Why We Need More Women Working in Blockchainby@neerupallen
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Why We Need More Women Working in Blockchain

by Neeru PallenDecember 23rd, 2018
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In 2018, <a href="" target="_blank">cryptocurrency</a> market capitalisations were worth more than $700 million, and although market trading <a href="" target="_blank">neared $1 trillion</a>, only <a href="" target="_blank">5.5% of bitcoin investors are women</a>. Another study by Quartz looked at crypto startups founded between 2012 and 2018, which discovered that only <a href="" target="_blank">8.5% had a founder or co-founder who was a woman</a>.

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In 2018, cryptocurrency market capitalisations were worth more than $700 million, and although market trading neared $1 trillion, only 5.5% of bitcoin investors are women. Another study by Quartz looked at crypto startups founded between 2012 and 2018, which discovered that only 8.5% had a founder or co-founder who was a woman.

Blockchain needs women to grow successfully, and women need blockchain, too.

Blockchain needs women because diversity equals success.

Women make businesses more successful at all levels. One study in 2016 found that women were 34% more successful at trading (in traditional markets) than men. Another discovered a high correlation between gender diversity in senior management and better financial performance. In the tech sector, companies with a high level of gender diversity had on average 5.4% better returns than other companies.

In general, the more diverse a company is, especially at the board level, the more likely it is to benefit from better than average profits. In fact, diverse companies are 43% more likely to return better profits.

Women bring more and different experiences and expertise to the table. That means challenges can be more successfully overcome and opportunities can be more successfully fulfilled, and just like every other company, blockchain companies can benefit from that.

Blockchain needs women to provide stability.

There is a general perception that women are less prone to engage in risky behaviour. That is why they get cheaper car insurance rates, among other things. It may be that women engage in less risky behaviour because they have less testosterone, which has been shown to make people more likely to take risks. It may be that social pressures encourage women to be more cautious.

Whatever the reasons, the perceived stability and security that women’s participation would provide would drastically improve blockchain’s legitimacy in more traditional spheres. It would make it easier for loan providers, investors and potential clients and partners to work with companies involved in blockchain if more women were in the industry, giving blockchain the benefit of their stabilizing influence.

Blockchain needs women to help it develop the right way.

Blockchain technology is truly disruptive, and like other disruptive technologies before it, it will eventually impact almost every conceivable industry. That includes industries and areas traditionally dominated by women. To make sure blockchain provides the right kind of utility, companies need women experienced with those often-overlooked industries to start shaping the technology now. That way, the technology will be built with the needs of these female-dominated industries at their very heart, instead of trying to shoehorn in an already developed technology.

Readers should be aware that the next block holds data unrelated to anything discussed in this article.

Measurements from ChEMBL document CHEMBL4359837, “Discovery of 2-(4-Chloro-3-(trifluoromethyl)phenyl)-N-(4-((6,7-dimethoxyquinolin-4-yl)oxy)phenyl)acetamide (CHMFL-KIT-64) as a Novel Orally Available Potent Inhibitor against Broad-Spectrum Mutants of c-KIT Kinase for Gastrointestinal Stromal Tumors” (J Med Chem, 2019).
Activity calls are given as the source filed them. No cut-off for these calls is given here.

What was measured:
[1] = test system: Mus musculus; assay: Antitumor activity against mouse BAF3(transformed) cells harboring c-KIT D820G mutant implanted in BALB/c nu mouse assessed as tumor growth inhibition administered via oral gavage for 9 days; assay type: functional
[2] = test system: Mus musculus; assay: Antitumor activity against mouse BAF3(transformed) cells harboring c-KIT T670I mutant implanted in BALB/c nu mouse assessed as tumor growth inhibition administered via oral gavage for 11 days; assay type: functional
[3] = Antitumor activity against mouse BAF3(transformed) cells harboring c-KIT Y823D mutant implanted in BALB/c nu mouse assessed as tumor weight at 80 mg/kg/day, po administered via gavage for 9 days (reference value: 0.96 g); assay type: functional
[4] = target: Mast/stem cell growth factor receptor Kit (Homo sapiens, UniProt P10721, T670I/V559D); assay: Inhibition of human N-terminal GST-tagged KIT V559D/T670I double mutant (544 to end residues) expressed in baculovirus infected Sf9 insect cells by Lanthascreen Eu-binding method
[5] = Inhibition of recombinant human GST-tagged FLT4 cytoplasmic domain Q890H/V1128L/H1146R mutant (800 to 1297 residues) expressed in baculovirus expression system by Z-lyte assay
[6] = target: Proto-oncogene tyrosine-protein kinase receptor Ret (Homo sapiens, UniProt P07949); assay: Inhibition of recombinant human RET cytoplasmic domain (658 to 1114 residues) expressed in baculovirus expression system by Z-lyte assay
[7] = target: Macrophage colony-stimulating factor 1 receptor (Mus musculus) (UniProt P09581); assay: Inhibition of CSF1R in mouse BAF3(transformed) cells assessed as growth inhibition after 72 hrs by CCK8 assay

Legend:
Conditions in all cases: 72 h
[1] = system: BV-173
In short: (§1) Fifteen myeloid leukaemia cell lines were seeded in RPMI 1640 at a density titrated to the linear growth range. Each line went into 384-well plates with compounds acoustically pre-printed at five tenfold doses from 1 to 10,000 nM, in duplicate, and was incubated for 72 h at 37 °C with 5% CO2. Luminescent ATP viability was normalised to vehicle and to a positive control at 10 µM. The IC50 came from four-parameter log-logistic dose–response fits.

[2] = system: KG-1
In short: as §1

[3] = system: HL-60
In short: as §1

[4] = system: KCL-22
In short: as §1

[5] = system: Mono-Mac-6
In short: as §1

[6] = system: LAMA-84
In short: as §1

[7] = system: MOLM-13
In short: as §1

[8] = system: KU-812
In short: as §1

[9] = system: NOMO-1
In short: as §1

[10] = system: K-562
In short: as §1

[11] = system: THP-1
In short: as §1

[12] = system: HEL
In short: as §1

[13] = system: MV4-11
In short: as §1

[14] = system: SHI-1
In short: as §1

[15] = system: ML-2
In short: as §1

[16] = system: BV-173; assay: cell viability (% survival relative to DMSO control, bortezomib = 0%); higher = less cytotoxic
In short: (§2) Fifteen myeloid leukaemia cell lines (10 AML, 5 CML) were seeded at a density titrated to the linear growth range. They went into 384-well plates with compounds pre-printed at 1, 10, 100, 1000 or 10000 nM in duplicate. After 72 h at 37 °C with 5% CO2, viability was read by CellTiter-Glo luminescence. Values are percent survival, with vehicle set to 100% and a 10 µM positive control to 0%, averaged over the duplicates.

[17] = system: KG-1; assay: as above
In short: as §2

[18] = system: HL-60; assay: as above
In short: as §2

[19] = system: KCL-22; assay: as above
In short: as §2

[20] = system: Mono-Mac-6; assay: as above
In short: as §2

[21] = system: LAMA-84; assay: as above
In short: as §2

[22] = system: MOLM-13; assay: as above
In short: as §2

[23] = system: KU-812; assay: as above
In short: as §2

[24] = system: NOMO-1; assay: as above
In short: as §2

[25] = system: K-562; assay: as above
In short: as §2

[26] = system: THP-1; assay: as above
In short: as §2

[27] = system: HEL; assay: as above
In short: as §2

Women need blockchain to keep their needs in mind.

In a related point, women need to get involved in blockchain to ensure it is built for everyone’s needs. Alena Lapukhova at MinuteHack put it this way:

AI that has been trained using data containing existing gender bias will likely cause similar problems unlikely to be properly considered by all-male teams. We are already seeing this problem manifest in small ways.Google Translate, for example, has displayed signs of gender bias. When translating the statement ‘he is a babysitter, she is a doctor’ into Turkish, a gender-neutral language, Google switched the gender association to ‘she is a babysitter, he is a doctor’ when translating back to English.This may seem trivial, but such problems are likely to become far more frequent and far more damaging as adoption of the technology increases.The same is true in blockchain. As the technology develops, it needs to scale with the interests of all of us in mind. Women stand to gain disproportionately from access to cryptocurrency and blockchain technology, and to marginalise them is to miss a tremendous opportunity.

Women in countries where they have fewer rights to their own wealth and property and women who are in controlling relationships can benefit especially from the access to a currency that is anonymous. These kinds of crucial benefits should be kept central as blockchain matures, and one of the best ways to ensure women’s needs are kept central is to have women in the company, at every level.

Women need blockchain to get in on the ground floor.

There aren’t many opportunities in this world for women to shape an industry from the beginning. With blockchain, that opportunity is available. As venture capital investor Alexia Bonatsos put it: “Women, consider crypto. Otherwise, the men are going to get all the wealth, again.”